The European Sky-God. 57
And at the bottom, when I looked,
I saw its roots Even into hell descending,
In midst of great darkness.
And its branches growing up,
Even to heaven high in light ; And it was without bark altogether,
Both the head and the boughs.
This religious or mythological transition from oak-tree to apple-tree corresponds to an actual advance in pre- historic civilization. Tribes that were once content to subsist upon acorns and wild fruits in general learnt gradually the art of cultivating the more edible varieties of the latter, and so came in the course of many centuries to keep well-stocked orchards. Here and there this important advance has left a trace of itself upon language. The apple in particular, the oldest cultivated fruit-tree in Europe,^ is felt to be the equivalent of the oak; and words denoting the one are used freely of the other. Thus, in the Volsungasaga the oak-tree that grows in the hall of king Volsungr is also spoken of as apaldr, ' an apple-tree.' 2 The Irish omne, meaning 'oak,' is the Latin po)mcm, meaning ' apple or other fruit.' The Slavonic zi-ru, ' means of living ' (cp. Old Slavonic zi-ii, ' to live '), denotes 'acorns' in the South-Slavonic dialects, 'beech- nuts ' in Slovenic, and ' orchard fruit ' among the Croatians of Istria. Nay, the English acorn itself appears in the Cornish acran as ' plum,' in the Irish dime as ' sloe,' and in the Welsh acron as ' fruit ' without restriction.^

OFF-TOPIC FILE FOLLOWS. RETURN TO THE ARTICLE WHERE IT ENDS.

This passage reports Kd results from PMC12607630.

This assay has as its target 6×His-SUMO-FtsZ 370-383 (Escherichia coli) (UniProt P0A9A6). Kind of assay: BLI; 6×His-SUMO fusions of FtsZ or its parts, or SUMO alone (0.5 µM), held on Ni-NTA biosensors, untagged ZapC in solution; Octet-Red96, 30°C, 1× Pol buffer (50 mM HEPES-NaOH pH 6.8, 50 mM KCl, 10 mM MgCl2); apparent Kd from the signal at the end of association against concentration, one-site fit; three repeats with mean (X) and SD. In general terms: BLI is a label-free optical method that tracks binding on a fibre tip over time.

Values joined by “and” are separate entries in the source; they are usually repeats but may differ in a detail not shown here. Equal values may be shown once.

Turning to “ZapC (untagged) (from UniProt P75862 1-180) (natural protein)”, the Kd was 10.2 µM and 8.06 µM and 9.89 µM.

We need not be surprised, therefore, to find that, whereas Nodons dwelt in an oak-wood, Lud may be
^ On the earliest cultivation of fruit-trees in Europe see J. Hoops IVald- baiinie und Ktilturpflanzcn im germanischen Alterlum Strassburg 1905 pp. 299, 334 ff-, 338. 475 ff-> 572 ff., 603 ff., 647 f.
^E, Wilken Die Prosaiscke Edda p. 151 f.
^ O. Schrader Reallexikon der indogermanischen Altertunisknnde Strassburg 1901 p. 583.